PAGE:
Several elements are contributing to the optimistic outlook for the United States drone market.
Some of the more significant factors are: the growing number of commercial drone pilots, the expansion of 5G networks across the country, and increased industry adoption of UAVs.
Let’s expand on each of these points.
The growing number of commercial drone pilots
It is important to note that the largest number of registered commercial drones is in the United States. As of Nov. 17, the FAA has a total of over 1.7 million registered drones, with about 30% of these classified as commercial UAVs. Additionally, the FAA has issued over 200,000 remote pilot certifications.
The strong numbers of both commercial drone pilots and registered UAVs speak to the growing opportunities within the United States for the industry. Additionally, that continued growth highlights the increase in demand for commercial drone pilots with no leveling out in sight.
Related: 10-Year Outlook for the Drone Industry Within the United Kingdom
While the United States doesn’t have the fastest 5G network in the world, the system is expanding. Drone technology has advanced much faster than regulators could have ever anticipated. To keep the skies safe, the FAA imposed regulations on drone pilots, limiting the potential of UAV platforms.
Rules, such as the restriction to not fly a drone beyond a visual line of sight, have prevented drones from expanding further into new use cases. As the FAA becomes more comfortable with the technology, these restrictions are becoming less rigid.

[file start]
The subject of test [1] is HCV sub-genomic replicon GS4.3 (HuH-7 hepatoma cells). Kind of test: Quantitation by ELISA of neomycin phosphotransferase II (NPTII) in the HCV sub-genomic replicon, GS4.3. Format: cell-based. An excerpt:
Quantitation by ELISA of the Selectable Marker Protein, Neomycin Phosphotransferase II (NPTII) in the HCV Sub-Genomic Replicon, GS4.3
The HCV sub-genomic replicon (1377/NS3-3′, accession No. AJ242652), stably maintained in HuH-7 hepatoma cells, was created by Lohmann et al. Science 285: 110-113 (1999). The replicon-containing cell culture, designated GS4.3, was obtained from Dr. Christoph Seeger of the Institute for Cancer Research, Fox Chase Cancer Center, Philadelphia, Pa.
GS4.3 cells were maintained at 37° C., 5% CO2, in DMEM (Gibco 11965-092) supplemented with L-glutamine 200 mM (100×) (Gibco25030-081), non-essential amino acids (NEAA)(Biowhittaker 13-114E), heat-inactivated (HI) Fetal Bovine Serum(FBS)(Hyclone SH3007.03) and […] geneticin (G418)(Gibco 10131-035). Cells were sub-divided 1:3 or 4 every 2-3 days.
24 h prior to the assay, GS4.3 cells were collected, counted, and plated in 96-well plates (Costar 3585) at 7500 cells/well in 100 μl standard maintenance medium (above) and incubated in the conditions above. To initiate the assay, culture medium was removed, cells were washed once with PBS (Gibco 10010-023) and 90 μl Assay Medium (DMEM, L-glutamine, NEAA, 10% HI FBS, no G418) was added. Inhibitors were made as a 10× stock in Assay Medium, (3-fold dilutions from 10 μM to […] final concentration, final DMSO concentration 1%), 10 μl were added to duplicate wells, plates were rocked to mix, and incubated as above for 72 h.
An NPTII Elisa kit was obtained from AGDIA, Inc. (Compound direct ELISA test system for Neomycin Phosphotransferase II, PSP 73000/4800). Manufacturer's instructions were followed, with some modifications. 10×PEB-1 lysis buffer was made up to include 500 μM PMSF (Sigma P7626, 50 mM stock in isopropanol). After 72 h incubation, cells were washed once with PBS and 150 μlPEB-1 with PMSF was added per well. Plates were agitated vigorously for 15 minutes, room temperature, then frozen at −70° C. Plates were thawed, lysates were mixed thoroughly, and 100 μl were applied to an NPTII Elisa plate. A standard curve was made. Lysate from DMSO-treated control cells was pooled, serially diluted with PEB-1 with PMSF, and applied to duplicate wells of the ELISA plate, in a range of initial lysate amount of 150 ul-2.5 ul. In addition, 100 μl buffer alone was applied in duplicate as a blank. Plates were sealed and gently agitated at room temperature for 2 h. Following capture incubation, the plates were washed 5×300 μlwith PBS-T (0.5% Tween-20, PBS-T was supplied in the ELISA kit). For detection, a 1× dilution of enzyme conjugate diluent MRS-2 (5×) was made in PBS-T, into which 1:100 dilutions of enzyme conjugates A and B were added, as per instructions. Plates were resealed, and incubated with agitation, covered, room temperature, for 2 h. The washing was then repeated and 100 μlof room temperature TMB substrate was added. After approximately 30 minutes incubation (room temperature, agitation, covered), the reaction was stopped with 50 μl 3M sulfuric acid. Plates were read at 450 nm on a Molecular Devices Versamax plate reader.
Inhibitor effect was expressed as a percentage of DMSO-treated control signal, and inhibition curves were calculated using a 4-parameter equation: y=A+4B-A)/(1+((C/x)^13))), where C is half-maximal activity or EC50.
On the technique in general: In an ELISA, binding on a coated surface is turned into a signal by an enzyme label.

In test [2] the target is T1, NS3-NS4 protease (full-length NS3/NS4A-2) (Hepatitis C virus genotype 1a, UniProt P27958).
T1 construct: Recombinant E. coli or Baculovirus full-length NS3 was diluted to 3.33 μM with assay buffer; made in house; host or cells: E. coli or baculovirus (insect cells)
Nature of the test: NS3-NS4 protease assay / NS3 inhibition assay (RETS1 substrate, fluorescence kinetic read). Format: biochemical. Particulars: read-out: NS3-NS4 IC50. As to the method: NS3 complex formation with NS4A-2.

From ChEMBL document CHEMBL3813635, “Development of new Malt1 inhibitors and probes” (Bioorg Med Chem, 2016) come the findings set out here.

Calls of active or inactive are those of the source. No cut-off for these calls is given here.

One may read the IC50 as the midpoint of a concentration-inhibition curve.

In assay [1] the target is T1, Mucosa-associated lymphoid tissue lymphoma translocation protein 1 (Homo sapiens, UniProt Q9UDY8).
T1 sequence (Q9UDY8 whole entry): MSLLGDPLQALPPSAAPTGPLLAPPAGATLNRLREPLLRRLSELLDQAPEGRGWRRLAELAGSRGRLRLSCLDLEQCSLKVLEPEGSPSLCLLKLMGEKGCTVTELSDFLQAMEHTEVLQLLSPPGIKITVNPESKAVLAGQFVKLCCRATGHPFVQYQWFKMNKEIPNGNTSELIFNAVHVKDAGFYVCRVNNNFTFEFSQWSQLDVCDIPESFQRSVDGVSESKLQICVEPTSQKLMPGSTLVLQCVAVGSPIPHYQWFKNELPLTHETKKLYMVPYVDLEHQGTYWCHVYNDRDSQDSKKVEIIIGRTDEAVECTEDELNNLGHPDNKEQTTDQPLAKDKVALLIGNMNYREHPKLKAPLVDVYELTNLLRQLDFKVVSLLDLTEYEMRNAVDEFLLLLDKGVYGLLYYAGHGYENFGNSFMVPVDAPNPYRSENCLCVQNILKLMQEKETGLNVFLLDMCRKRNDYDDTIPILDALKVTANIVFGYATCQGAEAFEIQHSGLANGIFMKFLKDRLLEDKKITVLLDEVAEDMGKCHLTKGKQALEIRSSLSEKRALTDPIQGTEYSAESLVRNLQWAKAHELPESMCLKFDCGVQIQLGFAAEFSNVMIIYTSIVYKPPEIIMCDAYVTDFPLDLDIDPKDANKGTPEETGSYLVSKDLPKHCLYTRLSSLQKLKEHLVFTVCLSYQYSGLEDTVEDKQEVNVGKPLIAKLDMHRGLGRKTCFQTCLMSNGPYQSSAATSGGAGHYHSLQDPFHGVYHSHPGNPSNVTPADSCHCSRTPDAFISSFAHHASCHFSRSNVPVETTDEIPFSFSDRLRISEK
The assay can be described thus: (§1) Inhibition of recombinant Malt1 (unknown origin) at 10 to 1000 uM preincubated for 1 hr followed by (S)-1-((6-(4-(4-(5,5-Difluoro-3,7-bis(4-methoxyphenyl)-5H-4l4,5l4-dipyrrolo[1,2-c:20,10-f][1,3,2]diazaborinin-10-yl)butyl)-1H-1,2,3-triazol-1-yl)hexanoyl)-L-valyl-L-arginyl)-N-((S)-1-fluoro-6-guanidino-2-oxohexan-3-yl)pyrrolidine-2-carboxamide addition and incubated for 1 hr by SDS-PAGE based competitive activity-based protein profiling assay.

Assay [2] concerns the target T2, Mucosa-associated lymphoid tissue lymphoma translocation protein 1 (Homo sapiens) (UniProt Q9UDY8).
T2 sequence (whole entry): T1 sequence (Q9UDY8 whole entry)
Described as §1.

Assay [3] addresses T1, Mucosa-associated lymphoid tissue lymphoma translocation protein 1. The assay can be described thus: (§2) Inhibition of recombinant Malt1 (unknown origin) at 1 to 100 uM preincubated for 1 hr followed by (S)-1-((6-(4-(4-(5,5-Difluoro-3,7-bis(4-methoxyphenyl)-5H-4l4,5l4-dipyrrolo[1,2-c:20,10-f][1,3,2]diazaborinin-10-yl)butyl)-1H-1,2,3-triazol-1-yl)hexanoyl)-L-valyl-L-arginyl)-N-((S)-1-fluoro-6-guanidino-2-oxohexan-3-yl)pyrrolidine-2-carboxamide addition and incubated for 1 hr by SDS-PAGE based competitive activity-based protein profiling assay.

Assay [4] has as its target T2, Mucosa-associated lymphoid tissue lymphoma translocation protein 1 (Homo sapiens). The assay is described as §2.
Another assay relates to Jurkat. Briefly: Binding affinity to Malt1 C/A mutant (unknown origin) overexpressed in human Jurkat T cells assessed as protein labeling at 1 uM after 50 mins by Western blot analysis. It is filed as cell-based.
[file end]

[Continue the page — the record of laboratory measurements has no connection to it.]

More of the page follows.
With the current FAA restrictions and 4G network, drones can perform as needed. However, they will need 5G networks to operate in the skies sooner rather than later. The growth of these networks in the United States is paving the way for accelerating the use of drones within the county.
Increased industry adoption of UAVs
UAV technology continues to benefit from a growing acceptance of its use across a diverse set of industrial applications. Several businesses that are only recently beginning to use drones on a large scale, such as insurance companies, will become significant utilizers of the platform in the near future.
Other industries, such as construction, emergency response, and energy, have also used drones for quite some time for surveys and inspections. Additionally, the FAA published airworthiness criteria for the proposed certification of 10 different Unmanned Aircraft Systems (UAS) or drones as special class aircraft. This is a crucial step to enabling more complex drone operations beyond what is allowed under Part 107, including package delivery.